Renowned lighting artist, James Turrell has created a unified lighting concept that interacts with the development’s architecture. It includes perimeter lighting for the five glass stair and lift structures and a colourful light display.
The brief for One Hyde Park was for a landmark development which complements and enhances the rich textures of the existing local architecture, while creating a structure which integrates well with the neighbouring buildings.
With the exception of the now-demolished 1958 Bowater House, one of the key consistent local features is the expression of verticality, ranging from the bays of the adjacent, late nineteenth century Mandarin Oriental Hotel to the height of the Sir Basil Spence’s 33-storey Hyde Park Barracks tower, built in 1970. The existing rooflines – a dynamic and prominent feature of the local context – are characterised by the cupolas, turrets, gables and chimney stacks of the Hotel. Detailed analysis of the site context suggested that the buildings separating the Park from Knightsbridge were disjointed and disparate in height, style and composition, resulting in a varied architecture along the northern side of Knightsbridge.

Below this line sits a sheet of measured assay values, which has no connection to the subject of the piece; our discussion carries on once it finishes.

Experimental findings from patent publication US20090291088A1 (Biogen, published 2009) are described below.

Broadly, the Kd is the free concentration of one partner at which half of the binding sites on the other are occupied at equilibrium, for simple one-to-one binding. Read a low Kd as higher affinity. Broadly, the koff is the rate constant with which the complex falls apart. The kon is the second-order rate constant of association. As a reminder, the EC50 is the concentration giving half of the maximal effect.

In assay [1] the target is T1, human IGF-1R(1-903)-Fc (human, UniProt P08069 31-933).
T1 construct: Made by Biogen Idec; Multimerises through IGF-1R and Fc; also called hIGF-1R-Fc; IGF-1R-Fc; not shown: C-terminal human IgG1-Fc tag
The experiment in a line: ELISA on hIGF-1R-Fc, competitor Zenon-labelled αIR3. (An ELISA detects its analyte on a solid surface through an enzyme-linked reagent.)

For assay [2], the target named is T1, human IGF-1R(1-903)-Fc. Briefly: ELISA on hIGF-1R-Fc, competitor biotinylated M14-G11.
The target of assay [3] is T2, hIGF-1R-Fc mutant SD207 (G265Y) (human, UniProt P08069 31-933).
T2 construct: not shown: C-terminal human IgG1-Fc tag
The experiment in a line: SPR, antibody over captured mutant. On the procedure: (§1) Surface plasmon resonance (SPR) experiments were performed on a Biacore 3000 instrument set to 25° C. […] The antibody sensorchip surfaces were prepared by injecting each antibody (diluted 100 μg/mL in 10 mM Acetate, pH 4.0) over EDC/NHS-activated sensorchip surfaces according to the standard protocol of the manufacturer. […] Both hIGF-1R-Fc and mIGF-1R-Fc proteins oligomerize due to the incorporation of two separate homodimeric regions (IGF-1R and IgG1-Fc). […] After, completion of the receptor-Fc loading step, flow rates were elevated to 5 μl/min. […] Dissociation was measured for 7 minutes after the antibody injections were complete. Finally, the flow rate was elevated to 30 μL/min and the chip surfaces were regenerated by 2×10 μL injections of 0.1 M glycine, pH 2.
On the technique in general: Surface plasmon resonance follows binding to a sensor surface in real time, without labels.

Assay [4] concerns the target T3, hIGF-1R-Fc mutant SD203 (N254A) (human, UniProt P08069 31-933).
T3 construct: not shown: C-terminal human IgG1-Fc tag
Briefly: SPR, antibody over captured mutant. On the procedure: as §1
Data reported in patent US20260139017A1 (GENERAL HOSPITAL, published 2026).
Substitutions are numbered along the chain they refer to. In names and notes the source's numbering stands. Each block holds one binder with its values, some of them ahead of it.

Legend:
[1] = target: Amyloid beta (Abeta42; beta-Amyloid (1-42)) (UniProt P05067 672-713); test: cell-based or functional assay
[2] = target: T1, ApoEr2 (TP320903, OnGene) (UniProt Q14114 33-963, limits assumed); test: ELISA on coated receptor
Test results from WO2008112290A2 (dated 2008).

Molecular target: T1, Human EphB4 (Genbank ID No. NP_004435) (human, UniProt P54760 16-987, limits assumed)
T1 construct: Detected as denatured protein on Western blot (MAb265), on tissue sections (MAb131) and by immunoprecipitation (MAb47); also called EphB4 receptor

In recognition of the context – and in contrast to the design of Bowater House – a series of interlinked pavilions, separated by light and transparent glass service cores, was conceived to allow permeability and offer views of Hyde Park from Knightsbridge, creating a stronger visual connection than had previously existed. Two passenger cores are used by residents
for primary access to the apartments and penthouses, and three service cores are used for secondary access by staff and to provide service access to the apartments.
Gaps between the four pavilions allow shafts of sunlight to enter One Hyde Park from the south, as well as providing visual corridors between Knightsbridge and the Park.